WSCAI Submetering Article by Doug Sage
How do you roll-out a sub-metering program?
“Take as much as you need, but please don’t squander it. Leave some for the rest of the community.”
We are taught to be mindful of wasting precious resources like water, electricity and gas. But unbeknownst to you, your neighbor, who pays the same utility dollar amount as you, has a different attitude about utility usage. Perhaps he is unaware of his consumption pattern, but compared to yours it is grossly wasteful. Should he pay more than you, or do you see it as simply the nature of commonly owned commodities–that some will be wasteful while others conscientiously monitor their consumption? A family of four will use more water than the couple next door. Should the large family pay more for the utilities? If a community wide utility usage is not working for your community, there is help available in the form of submetering, meters downstream from the main utility meter.
Early common interest developments installed a single water meter for the development or a building as a less cost means of measuring consumption. Today there are options for communities through more efficient submeters, ratio utility billing systems (RUBS) or hybrid billing system. RUBS allocates estimated consumption based on formulas, such as square footage of units or number of plumbing fixtures. Hybrid systems utilize a point-of-use submeter and extrapolate consumption based on a RUBS formula. Submeters, however, have proven to be the most reliable way to reduce potable water consumption by a readout of a calibrated measurement of the actual consumption. The occupant has a direct bearing on the volume of water used and therefore the amount of his utility bill for potable water and sewer. Quite often the local utility company will provide a single bill for each of their meters, but not for the sub-meters. Therefore, it is the property manager or a licensed third party billing service provider who reads the submeters and sends each unit owner a bill based on consumption against the water rates charged by the local utility. A service fee may be added to the bill, which amounts to about $4-6 per owner per month. The unit owner pays the invoice to the property manager or service provider, who in turn uses the funds to pay the utility district bill.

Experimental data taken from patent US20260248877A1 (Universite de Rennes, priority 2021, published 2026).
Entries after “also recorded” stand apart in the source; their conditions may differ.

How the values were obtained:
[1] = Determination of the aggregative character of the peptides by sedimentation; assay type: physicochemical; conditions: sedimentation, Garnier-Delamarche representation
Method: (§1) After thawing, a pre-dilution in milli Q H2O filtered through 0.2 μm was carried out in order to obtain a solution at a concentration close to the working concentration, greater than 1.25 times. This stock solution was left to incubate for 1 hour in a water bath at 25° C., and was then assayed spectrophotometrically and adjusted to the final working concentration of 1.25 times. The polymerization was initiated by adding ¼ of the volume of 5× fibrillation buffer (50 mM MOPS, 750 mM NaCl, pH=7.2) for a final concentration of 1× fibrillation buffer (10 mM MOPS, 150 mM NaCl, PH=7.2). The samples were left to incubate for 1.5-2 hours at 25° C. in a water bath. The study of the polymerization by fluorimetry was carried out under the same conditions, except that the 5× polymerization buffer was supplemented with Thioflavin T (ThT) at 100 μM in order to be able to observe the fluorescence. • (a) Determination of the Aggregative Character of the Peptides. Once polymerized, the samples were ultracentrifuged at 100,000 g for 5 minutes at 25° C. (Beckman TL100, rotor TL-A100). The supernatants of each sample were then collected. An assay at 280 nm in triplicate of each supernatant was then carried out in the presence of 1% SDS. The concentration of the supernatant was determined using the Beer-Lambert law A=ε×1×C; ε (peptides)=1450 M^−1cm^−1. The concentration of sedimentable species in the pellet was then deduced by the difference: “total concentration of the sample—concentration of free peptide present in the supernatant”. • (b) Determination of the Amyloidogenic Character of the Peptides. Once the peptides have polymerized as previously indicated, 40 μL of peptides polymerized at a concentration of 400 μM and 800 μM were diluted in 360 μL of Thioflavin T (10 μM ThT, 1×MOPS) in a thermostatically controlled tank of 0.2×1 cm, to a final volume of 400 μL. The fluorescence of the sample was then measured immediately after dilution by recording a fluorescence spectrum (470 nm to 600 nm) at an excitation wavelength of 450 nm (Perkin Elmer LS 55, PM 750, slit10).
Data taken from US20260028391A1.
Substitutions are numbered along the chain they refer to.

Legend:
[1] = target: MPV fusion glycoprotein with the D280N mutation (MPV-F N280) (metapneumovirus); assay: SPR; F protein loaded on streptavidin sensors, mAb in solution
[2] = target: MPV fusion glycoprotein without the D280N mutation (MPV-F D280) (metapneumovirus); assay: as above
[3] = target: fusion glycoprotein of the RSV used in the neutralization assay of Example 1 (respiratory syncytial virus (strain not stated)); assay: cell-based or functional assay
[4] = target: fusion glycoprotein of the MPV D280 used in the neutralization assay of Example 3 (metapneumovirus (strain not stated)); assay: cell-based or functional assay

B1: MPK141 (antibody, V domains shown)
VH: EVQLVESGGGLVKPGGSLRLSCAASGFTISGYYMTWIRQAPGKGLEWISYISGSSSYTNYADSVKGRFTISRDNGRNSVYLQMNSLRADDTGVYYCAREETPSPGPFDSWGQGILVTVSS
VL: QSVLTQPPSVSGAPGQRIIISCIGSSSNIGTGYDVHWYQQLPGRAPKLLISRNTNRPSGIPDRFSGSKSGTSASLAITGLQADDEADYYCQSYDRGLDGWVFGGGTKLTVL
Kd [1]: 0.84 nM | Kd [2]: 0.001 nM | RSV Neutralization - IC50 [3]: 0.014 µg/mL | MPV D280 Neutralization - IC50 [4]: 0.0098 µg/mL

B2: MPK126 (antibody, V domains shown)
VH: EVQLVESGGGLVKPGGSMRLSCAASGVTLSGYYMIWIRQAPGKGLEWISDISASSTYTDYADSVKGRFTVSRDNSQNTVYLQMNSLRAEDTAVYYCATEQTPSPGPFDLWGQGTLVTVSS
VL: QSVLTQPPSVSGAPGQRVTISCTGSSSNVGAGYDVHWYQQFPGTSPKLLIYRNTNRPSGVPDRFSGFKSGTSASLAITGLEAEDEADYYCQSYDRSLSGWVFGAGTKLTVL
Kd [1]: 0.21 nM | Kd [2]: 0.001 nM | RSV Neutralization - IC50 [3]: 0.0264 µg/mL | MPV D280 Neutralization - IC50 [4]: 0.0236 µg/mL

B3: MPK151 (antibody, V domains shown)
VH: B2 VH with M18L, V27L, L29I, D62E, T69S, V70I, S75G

The largest benefit of submetering is the reduced utility costs—by as much as 11%-26%–as occupants restrict their consumption. Submetering will allow Associations to pinpoint leaks by isolating units instead of a complete building-wide shut down. It enhances conservation throughout the community awareness that could extend to other utilities, like gas and electricity. Even the administrative burden has been eased through service companies capable of efficiently handling the payment process. If you’re Association is still not convinced submetering is a smart choice, consider that potable water costs are predicted to rise faster than the rate of inflation in the coming years.
Most, but not all Associations can take advantage of submetering. To learn if your Association is ready, check the plumbing configuration of your complex. Are units fed by a single water line or multiple lines? Either a plumber or construction manager familiar with plumbing systems can help you. Then, check your governing documents to see whether they allow for separate utility billing. If they don’t, you may have to change your governing documents. Your Association attorney will help sort out the possibilities for the Board. Code compliant plumbing work within a building can be invasive and it requires careful planning. Ideal meter locations might not be convenient for folks who read them. Fortunately, remote wireless reading is available to record consumption from a remote touchpad. The cost of the meter is fairly reasonable at $250-$500, but the installation cost varies.
Rising water costs and scarcity of resources continues to grab our attention and it will be one of the drivers behind higher Association dues. Selling submetering to the Association should be relatively easy, with cost recovery within two years, it saves most owners money and encourages conservation of resources. But with the average American’s potable water consumption at 80-100 gal/day and potable water relatively scarce at about 3% of earth’s water, the need to measure consumption will continue to be necessary.